Minnesota Rep. Michele Bachmann has officially declined to attend the Donald Trump-moderated Newsmax ION Television 2012 Presidential Debate.
“We have confirmed that we are not participating,” Bachmann spokeswoman Alice Stewart told ABC News late Thursday.
Her staff did not say specifically why she had decided to skip the Dec. 27 debate scheduled in Des Moines, Iowa. Bachmann has made numerous visits to Trump Tower in the past few months seeking the real estate mogul's endorsement. Earlier in the week she praised the debate and Trump for having a “voice” in the 2012 race.
Newt Gingrich and Rick Santorum both plan to attend the debate. Mitt Romney, Jon Huntsman, Rick Perry, and Ron Paul have declined to attend. Perry also made his decision on Thursday.
GOP front-runner Newt Gingrich and former U.S. Sen. Rick Santorum have agreed to participate in the debate.
Several major conservative groups and leaders have endorsed the debate vocally throughout the week, including:
* Grover Norquist, Americans for Tax Reform
* Sean Hannity of Fox News
* Former Alaska governor and 2008 vice-presidential candidate Sarah Palin
* Ralph Reed, Faith and Freedom Coalition
* Tea Party Express
* Political analyst and columnist Dick Morris
* Jeffrey Lord, former Reagan aide
* Al Cardenas, American Conservative Union
* Iowa Rep. Steve King
* The Institute for Liberty
The Tea Party Express became a sponsor Thursday, and urged candidates to attend.
“We are proud to join with Newsmax and other conservative organizations as a sponsor of this debate,” Tea Party Express Chairwoman Amy Kremer said. Kremer described Newsmax as “an indispensable part of the conservative media that keeps voters informed of the critical issues facing America.”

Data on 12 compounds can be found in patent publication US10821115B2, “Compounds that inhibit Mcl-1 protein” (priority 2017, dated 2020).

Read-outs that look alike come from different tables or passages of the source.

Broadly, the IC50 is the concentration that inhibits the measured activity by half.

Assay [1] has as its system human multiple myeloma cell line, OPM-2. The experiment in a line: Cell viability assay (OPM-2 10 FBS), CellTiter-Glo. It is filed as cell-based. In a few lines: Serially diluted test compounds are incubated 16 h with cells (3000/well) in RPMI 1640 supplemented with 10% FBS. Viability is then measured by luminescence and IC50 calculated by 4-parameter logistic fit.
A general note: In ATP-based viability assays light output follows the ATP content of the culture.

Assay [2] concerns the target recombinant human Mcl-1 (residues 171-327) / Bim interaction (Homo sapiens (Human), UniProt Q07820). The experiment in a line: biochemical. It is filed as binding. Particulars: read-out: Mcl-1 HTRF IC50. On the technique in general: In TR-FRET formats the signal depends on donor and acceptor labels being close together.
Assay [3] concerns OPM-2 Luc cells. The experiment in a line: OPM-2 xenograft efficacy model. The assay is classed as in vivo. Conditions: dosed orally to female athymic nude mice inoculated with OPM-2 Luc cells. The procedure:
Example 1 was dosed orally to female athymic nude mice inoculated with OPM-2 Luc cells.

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Gingrich has said there is no downside for candidates to attend.
“We have to be open to new ways of doing things and new ways of approaching things,” Gingrich said Monday during a New York City visit to meet with Trump.
Gingrich then praised Trump and Newsmax, adding, “I thought it was great when [Donald Trump] agreed to do it. I think it’s great that Newsmax is helping launch it. It’s part of the process by which America governs itself."
Palin urged Republican presidential candidates Wednesday to take part in the debate, saying: “I think candidates should not be afraid in front of the nation no matter who the host of the debate is.
“What is a bit appealing about this idea of Trump hosting a debate is, consider the diverse audience that perhaps he can attract,” she said. “It’s important that independents and those who are not obsessed with inside-baseball partisan politics, which is most of us, we’d like to hear more of the message of each one of these candidates and perhaps Donald Trump will be able to attract a diverse demographic that maybe has not been as interested in this horse race thus far.”
And Reed’s pro-family Faith and Freedom Coalition, one of the nation’s most influential evangelical organizations, strongly endorsed the Trump-moderated debate. The group posted Reed's statement on its website:
“Newsmax is an outstanding news organization and I’m confident its GOP presidential candidate debate in Iowa broadcast on ION will be fair, balanced, professionally conducted and informative. I encourage members of Faith and Freedom Coalition in Iowa to attend. When it comes to opportunities for voters to hear directly from the candidates, I believe more is better. I’ll be watching on December 27.”
Norquist, president of Americans for Tax Reform, wrote a column questioning why mostly liberal-leaning news outlets have “framed” the conversation between Republican candidates and Republican voters in previous debates, and threw his support behind Trump and Newsmax’s efforts.
And Morris, a conservative author and Fox News analyst, went so far as to call Romney “foolish” for skipping the debate and urged all major candidates to join in.
“I think he is being foolish for saying no,” Morris told Fox News’ Bill O’Reilly Wednesday night. “I think that Romney should go. I think he will go.”
Morris said those who skip the debate are misjudging the broad reach such a debate would have.
“Originally I guess they were — they saw this as kind of limited TV exposure — but Newsmax, the group that's sponsoring it, has a wide reach and I suspect by the time the debate happens, it will be on a great many TV screens throughout the country,” Morris said.
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